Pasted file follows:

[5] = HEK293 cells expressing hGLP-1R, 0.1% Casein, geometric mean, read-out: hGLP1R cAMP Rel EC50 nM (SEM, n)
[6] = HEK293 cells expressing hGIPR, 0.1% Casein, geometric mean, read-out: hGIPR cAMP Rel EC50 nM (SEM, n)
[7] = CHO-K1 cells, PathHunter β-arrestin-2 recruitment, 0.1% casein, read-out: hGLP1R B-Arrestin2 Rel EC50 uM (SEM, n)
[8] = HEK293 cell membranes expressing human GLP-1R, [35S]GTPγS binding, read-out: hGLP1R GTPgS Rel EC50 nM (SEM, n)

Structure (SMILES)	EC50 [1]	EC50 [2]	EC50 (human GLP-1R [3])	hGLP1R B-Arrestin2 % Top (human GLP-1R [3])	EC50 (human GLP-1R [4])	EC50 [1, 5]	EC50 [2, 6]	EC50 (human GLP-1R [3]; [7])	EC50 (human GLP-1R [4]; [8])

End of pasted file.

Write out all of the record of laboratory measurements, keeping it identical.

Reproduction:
[5] = HEK293 cells expressing hGLP-1R, 0.1% Casein, geometric mean, read-out: hGLP1R cAMP Rel EC50 nM (SEM, n)
[6] = HEK293 cells expressing hGIPR, 0.1% Casein, geometric mean, read-out: hGIPR cAMP Rel EC50 nM (SEM, n)
[7] = CHO-K1 cells, PathHunter β-arrestin-2 recruitment, 0.1% casein, read-out: hGLP1R B-Arrestin2 Rel EC50 uM (SEM, n)
[8] = HEK293 cell membranes expressing human GLP-1R, [35S]GTPγS binding, read-out: hGLP1R GTPgS Rel EC50 nM (SEM, n)

Structure (SMILES)	EC50 [1]	EC50 [2]	EC50 (human GLP-1R [3])	hGLP1R B-Arrestin2 % Top (human GLP-1R [3])	EC50 (human GLP-1R [4])	EC50 [1, 5]	EC50 [2, 6]	EC50 (human GLP-1R [3]; [7])	EC50 (human GLP-1R [4]; [8])